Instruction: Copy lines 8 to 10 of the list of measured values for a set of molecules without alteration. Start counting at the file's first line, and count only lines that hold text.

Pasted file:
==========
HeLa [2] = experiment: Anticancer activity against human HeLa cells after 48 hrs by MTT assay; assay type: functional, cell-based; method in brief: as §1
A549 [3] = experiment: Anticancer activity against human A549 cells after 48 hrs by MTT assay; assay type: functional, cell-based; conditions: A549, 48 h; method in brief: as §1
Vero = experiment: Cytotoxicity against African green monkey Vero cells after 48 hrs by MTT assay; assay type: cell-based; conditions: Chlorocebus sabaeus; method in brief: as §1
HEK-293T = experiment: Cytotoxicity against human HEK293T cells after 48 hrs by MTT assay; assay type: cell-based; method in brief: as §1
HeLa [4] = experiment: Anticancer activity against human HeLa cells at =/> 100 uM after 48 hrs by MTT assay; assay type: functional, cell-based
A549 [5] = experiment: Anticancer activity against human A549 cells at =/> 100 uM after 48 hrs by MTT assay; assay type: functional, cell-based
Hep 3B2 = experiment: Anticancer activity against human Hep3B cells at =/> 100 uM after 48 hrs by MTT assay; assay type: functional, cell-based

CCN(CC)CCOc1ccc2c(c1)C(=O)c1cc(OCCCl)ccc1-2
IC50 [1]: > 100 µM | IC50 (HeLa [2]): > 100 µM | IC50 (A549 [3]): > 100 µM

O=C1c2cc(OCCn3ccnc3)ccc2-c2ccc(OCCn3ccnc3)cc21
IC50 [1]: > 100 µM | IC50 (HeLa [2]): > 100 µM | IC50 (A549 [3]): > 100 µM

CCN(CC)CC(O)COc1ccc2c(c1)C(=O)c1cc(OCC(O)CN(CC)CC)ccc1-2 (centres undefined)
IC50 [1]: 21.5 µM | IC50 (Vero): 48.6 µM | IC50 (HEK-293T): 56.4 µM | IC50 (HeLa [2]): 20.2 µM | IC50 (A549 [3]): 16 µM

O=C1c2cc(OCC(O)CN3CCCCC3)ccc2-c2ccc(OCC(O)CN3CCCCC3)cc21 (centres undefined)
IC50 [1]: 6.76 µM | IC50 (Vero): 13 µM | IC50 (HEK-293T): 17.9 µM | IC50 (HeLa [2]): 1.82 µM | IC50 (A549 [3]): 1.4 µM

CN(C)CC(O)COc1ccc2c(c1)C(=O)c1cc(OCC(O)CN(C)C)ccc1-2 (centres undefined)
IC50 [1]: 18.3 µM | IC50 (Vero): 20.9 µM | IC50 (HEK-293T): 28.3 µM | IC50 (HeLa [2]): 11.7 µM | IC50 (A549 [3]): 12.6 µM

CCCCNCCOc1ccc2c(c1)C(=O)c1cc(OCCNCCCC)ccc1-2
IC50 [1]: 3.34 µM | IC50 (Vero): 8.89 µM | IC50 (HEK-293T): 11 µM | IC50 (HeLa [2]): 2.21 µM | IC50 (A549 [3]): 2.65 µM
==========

CCN(CC)CCOc1ccc2c(c1)C(=O)c1cc(OCCCl)ccc1-2
IC50 [1]: > 100 µM | IC50 (HeLa [2]): > 100 µM | IC50 (A549 [3]): > 100 µM

O=C1c2cc(OCCn3ccnc3)ccc2-c2ccc(OCCn3ccnc3)cc21